I love your name and I bet with a French accent it’s even more gorgeous. Nothing you can do about the Liddle but if you marry just make sure he’s got the right moniker. So you’re looking for someone with surnames like Rainone, Gillier, Pattullo, Vivier, something along those lines. Which limits the many fish you might catch in the vast sea of romance. Actually when you fall in love it doesn’t matter what he’s called because once the gloss wears off you’ll call him all sorts of names I can’t possibly print here! 🙂

  10. The folk of the northern climates are very much into the use of nicknames. It’s a habit we all grow up with. Actually, the name my parents saddled me with is (thankfully) lost in time. In an act of sheer defiance I changed it to one I really liked. 🙂

    • LOL Prudence darling,

      What the hell are you like? Quite right and I agree, so I might start calling myself Natasha. I still want to be called that, but then I thought maybe peeps might call me ‘Tash which could be short for mustache :O or Nat which would be quickly changed to Nit. So perhaps I’ll just stay as moi.
      Thank you for dropping by you’re the best.

  11. Hi, Christine.
    I’m Lynette. I’ve always liked my name, because it was unique (at the time). I didn’t know another Lynette until I was in high school. I was disappointed that it didn’t have a cool nickname. Lyn was too common. And Nettie was definitely NOT cool. Then, while in college, I was babysitting a pre-schooler who couldn’t say Lynette – it came out D’netter. That one stuck with me for a while. 🙂

    Christine! I’d say you buried the lead! Woot! Next post – lead with the good stuff! 🙂

    • Hi Lynette,

      LOL! Lead with the good stuff? Are you trying to say that this post is not good? Kidding.

      I hear you, I do, but life’s not all about me. It’s about you guys and my readers and what happens in your/their lives that I can connect with and use in the future. The reason I did the post was a conversation I had with Hugo just a couple of nights ago and we were roaring with laughter at the confusion over his monikers and he said ‘you know, that might make a good blog post.’ And he was right!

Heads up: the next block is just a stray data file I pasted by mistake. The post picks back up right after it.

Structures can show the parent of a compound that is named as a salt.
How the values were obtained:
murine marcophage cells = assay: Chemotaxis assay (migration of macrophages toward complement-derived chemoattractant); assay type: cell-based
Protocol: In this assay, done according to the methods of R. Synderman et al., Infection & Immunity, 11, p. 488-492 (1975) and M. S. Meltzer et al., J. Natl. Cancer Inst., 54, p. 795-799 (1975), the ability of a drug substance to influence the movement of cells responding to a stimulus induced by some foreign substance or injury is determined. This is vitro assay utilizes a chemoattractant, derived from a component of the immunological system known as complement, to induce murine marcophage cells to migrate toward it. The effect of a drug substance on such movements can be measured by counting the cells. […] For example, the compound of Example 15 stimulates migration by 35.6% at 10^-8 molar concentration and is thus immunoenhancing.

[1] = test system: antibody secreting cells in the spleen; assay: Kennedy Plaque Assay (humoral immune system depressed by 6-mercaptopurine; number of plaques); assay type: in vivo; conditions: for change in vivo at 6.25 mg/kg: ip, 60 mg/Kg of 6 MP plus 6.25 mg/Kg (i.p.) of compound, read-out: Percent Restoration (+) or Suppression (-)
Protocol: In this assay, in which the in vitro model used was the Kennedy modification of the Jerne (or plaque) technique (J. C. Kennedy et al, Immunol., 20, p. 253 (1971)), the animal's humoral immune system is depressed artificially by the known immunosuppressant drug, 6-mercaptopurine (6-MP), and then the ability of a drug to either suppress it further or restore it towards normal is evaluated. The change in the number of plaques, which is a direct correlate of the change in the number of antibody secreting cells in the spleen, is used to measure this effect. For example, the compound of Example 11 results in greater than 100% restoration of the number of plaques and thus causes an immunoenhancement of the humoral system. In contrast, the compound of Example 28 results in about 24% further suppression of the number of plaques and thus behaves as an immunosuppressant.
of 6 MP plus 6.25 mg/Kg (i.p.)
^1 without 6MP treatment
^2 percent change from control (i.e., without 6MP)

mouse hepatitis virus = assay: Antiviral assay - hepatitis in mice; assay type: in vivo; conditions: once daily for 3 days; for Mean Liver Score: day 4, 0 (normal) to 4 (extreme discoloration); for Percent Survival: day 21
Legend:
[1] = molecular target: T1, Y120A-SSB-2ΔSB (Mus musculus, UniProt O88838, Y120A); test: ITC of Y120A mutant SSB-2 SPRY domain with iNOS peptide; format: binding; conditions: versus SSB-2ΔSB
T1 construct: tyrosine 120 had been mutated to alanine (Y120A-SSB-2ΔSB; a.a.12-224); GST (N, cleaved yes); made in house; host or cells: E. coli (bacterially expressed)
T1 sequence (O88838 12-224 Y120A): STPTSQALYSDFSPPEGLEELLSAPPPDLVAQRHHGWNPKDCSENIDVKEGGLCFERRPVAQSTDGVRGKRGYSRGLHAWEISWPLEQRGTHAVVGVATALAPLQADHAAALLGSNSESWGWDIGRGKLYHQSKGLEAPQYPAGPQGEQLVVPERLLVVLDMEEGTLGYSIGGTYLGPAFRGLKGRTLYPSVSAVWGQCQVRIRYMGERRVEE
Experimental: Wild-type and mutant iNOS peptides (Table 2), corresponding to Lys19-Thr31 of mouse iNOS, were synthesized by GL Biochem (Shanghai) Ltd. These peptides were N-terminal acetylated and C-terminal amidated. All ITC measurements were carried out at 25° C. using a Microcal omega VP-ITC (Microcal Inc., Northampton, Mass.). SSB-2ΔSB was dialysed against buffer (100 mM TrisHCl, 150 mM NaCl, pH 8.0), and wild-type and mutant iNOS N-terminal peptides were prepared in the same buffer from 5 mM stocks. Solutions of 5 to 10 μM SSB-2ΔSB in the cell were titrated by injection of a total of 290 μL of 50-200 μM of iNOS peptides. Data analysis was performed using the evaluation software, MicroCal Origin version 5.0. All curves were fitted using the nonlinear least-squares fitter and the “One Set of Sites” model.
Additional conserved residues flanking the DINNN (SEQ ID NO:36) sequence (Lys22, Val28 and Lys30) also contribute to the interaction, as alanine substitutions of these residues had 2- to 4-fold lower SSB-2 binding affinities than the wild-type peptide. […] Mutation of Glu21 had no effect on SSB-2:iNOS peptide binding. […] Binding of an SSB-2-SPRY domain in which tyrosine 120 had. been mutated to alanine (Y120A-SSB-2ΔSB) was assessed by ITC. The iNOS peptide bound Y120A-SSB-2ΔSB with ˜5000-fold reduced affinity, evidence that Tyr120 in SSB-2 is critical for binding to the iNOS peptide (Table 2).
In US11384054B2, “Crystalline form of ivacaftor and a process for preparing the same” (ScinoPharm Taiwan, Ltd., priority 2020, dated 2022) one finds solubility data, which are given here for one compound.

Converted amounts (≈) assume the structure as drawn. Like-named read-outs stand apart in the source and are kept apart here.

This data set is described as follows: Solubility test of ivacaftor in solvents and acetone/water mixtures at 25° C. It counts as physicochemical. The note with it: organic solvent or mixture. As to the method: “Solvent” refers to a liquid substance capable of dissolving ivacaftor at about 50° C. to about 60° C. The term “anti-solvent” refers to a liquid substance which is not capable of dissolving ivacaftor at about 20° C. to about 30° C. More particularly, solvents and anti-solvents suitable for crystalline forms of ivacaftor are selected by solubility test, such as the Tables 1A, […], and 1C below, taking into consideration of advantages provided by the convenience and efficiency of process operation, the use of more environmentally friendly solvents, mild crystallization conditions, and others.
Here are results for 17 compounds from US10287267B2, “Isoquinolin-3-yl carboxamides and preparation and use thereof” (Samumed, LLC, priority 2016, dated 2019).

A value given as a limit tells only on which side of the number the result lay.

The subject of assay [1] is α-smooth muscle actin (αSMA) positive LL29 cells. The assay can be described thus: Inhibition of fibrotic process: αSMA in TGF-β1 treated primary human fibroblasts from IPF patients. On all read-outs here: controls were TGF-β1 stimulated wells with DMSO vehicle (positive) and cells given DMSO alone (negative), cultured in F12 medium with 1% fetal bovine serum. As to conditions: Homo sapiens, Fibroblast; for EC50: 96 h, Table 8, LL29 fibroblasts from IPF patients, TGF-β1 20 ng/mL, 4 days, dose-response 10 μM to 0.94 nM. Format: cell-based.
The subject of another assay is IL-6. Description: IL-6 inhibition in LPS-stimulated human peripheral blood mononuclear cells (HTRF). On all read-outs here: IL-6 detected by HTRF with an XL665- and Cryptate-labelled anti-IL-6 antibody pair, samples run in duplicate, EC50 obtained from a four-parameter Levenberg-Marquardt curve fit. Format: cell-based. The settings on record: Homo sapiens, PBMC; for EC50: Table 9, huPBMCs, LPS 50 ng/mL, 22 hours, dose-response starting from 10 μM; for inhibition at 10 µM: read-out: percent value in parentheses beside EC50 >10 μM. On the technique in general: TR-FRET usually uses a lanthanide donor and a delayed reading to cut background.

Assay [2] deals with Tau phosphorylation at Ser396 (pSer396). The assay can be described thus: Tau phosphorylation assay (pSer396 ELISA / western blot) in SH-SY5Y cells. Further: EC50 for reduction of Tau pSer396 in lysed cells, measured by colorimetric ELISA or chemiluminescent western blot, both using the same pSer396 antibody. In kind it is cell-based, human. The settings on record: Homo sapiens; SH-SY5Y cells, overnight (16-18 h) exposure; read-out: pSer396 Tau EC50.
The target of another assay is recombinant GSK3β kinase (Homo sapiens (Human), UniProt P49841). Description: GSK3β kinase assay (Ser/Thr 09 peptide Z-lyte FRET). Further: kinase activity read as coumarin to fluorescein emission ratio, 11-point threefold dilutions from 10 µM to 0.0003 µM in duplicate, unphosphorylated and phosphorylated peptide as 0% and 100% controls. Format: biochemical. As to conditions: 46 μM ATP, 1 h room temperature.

The journey has been looooong to get to this point as far as writing is concerned. My goal in life is to write a story that makes readers fall in love with the characters, laugh and cry in a good way and think, ‘Yep, that hit the spot.’ A few hours of relief and entertainment from the angst of everyday life. That’s it. If I do that for one person then I’ve achieved my goal. It’s that easy and that hard.

      But I have to say I’m laughing at D’netter! Sorry darling, that’s going to stick for a while!

  12. Funny post, Christine! I had one woman tell me her baby’s father’s name was “Bubba” and she knew that because it was on his belt when she climbed on the back of his motorcyle. LOL Let’s just say that in TX, Bubba is a popular nickname. 🙂

    I’m okay with Rhonda now. I didn’t like it much as a kid. At least, there’s not a ton of us around so I don’t get confused when someone says my name.

    Congrats on your release!!!! I love the cover!. I’m off to get a copy. 🙂

    • Help me Rhonda, help, help me Rhonda!